What if it was a ruse, and he was alive? What if he appeared as soon as she stepped out of the car, his face filled with rage and disappointment? Had he not warned her against stepping into his house? That he was dead and buried did nothing to reduce the anxiety that Hafsat felt. Dead at seventy-eight, survived by one wife, fifteen children, and fifty grandchildren, he had lived through the death of three wives, five children and two grandchildren. Perhaps she should return home, after all Mama Ladi, her step-grandmother, who she was indifferent about was the only one left in the house. Hafsat took in deep breaths, and tried to ignore the amused look on the driver’s face through the rear-view mirror, before finally stepping out of the car. Was she dressed right? A black abaya for a condolence visit was so cliché. The compound looked unexpectedly placid. Not a single soul in sight. Her eyes found the swing set that carried some of her fondest childhood memories. No major change, still the same maroon colour with specks of black marks caused by rust splattered all over. The once vibrant grass surrounding the swing set looked brown, frail and thirsty. Her last conversation with Kaka, five years ago, replayed in her mind.
His voice requesting for her immediate presence sounded edgy and irritated. Hafsat knew what the topic would be, but he was her grandfather, her Kaka, surely, he would support her decision. She found him seated on his favourite leather brown armchair. His favourite story about her depicted her excitement as a six-year-old, figuring out that pushing down the lever on the lower right side of the chair produced a space for her legs. He was holding a book and flipping through the pages with aggression. Even while seated his figure towered. Due to his height, he was accustomed to bending to go through doors. Hafsat, named after his mother, was his favourite grandchild. He referred to her as Mama, never as Hafsat.
She knelt down to greet him, before moving closer on the cream rug to be beside him. He asked her to move and position herself in front of him, then he brought down his glasses, resting them on his nose. He said nothing, just observing her like a difficult exam question. Hafsat gazed up for just a second, but she did not like what she saw. His eyebrows inched closer, his nostrils were enlarging and reducing in size, his fingers impatiently tapped his knees.
‘What am I hearing, Mama? Your in-laws were here yesterday.’
‘I am tired Kaka. He treats me like a maid. Everything I do becomes an issue. When he goes out at night with his friends, he comes back stinking of alcohol, and when I shout at him he…’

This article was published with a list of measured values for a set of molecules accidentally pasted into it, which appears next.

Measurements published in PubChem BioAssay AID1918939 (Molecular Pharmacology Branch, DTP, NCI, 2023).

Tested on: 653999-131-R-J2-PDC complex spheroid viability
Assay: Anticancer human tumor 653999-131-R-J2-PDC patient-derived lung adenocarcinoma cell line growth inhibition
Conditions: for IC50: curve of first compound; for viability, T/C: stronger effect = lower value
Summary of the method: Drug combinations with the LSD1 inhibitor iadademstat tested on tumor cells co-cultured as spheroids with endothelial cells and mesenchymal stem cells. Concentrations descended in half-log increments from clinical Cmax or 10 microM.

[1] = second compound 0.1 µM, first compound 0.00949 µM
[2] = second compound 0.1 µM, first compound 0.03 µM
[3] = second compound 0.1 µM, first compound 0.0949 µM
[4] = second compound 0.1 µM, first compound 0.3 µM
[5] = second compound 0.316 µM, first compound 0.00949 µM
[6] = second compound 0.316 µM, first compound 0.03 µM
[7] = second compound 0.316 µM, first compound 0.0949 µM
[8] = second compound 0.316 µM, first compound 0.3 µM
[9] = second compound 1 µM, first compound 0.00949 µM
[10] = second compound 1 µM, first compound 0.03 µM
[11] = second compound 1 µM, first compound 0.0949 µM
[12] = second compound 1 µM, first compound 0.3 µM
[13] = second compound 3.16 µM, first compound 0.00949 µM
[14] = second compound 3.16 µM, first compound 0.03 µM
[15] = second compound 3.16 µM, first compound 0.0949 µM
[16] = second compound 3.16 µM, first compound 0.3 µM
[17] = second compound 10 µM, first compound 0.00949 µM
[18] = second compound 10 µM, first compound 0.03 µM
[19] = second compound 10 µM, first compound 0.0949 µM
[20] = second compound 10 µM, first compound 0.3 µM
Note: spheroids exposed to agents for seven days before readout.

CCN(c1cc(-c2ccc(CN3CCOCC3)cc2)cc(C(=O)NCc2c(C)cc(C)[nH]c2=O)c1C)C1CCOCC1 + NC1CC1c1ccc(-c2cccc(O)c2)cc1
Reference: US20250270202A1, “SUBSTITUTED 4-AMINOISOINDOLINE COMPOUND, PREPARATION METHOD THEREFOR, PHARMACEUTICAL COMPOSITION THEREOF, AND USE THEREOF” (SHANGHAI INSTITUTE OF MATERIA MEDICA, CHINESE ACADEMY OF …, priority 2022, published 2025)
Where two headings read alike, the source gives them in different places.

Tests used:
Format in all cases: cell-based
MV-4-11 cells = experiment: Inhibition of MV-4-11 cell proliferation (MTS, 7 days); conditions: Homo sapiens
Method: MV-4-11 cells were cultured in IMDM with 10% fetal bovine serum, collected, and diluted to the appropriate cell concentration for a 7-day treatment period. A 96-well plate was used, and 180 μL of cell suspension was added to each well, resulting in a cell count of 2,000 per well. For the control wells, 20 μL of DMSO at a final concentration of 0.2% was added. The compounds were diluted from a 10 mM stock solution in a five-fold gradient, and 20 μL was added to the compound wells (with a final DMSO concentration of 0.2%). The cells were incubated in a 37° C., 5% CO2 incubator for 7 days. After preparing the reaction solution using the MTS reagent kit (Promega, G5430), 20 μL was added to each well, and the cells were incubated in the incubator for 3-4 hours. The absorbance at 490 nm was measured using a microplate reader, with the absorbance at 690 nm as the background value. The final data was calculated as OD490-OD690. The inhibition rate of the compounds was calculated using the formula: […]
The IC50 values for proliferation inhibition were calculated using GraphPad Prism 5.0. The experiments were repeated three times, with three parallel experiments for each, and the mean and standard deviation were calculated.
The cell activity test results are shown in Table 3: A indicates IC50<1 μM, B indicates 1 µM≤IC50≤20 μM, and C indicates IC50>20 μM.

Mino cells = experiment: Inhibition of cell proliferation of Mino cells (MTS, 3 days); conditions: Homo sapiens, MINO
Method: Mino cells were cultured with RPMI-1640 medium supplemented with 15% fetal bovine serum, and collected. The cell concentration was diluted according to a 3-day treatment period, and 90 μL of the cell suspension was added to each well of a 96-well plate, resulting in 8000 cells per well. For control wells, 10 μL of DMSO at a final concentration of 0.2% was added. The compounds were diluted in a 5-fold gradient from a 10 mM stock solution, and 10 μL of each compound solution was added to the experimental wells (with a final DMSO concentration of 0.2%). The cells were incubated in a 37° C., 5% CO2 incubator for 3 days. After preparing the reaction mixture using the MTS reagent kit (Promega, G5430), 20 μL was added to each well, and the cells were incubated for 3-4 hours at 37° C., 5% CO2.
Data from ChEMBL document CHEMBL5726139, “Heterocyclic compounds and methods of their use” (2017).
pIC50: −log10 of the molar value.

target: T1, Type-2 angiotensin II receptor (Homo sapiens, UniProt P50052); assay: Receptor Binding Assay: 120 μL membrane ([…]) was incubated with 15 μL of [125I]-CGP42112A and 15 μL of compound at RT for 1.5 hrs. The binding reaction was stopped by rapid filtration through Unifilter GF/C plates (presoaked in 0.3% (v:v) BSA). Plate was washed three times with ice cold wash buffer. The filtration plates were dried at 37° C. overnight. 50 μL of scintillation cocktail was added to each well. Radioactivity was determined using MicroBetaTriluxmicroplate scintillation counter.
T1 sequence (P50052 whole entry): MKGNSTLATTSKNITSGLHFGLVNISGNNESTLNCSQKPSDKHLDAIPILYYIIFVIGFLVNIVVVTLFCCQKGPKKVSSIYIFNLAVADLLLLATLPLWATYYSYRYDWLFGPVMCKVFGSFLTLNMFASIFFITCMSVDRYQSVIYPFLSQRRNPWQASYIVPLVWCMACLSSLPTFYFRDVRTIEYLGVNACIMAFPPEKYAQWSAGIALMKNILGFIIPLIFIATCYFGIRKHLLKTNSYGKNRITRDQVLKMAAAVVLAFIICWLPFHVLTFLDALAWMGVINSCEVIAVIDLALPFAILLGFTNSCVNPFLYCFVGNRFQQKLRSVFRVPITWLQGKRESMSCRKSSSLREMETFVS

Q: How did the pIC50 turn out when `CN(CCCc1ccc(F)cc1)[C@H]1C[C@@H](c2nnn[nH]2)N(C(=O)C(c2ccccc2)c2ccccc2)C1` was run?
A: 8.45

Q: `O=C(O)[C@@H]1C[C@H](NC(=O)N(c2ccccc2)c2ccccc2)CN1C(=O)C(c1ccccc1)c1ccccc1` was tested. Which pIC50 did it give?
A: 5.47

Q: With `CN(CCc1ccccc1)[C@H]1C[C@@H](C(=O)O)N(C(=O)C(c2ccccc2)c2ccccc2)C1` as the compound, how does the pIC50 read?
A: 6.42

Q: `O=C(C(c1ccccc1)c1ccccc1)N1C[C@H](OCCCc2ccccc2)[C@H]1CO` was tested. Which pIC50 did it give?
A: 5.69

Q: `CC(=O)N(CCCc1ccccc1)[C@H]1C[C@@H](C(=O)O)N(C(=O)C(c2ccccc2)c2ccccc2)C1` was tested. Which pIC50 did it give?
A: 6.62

‘What? You shout at your husband?’
‘Kaka he hits me sometimes. I have a daughter and a son. I will not be doing justice to them by staying.’
‘Your in-laws have accused your work of being the main reason behind your issues with Aminu. Quit to spend more time with him, take care of your home, Mama. Please.’
‘Kaka just because he stays at home does not mean that I should.’
‘Does he not give you money?’
‘Then what is it?’
‘Before we got married, he promised me that he would find a job. He does not even try to do so.’
‘His father is rich; he does not need to work.’
‘Haba Kaka, are you really saying this?’
‘Mama, men are different. Stress must be why he drinks.’
At that point, Hafsat realised that arguing was futile.
‘You have nothing to say?’
‘Kaka, I am leaving. If he refuses to grant the divorce, I will head to the court. I…’
‘Enough!’ he stood up violently, flinging the book previously on his lap to the farthest end of the room. ‘No divorce has ever occurred within my lineage and it will definitely not begin with you!’
‘Kayi hakuri, I am sorry, but I have made my decision.’
‘What about your children? You will deprive them of their father’s presence in their lives?’
‘I am doing this for my kids. Ummi will not grow up thinking it is okay for her husband to hit her, Sadiq will not grow up thinking it is okay to hit his wife.’
‘This generation is so intolerant. My mother’s patience with my father was legendary. But what happened at the end? He came back to her, and she won.’
‘She did not win Kaka. She probably had nowhere to go.’
‘How dare you? Get up now! Leave! Hafsat if you go ahead with this divorce, never come back here!’
It was the first time that he referred to her first name, at least to her face. Hafsat left her husband, took her kids, and moved to Abuja. She became an exhibition at family occasions. Some pointed at her without a care if she noticed or not. Eventually the stares became too much and declining invitations turned into a hobby. Her father was not willing to reason with Kaka,
‘He is old Hafsat, let me part this world in peace with my father please,’ he pleaded.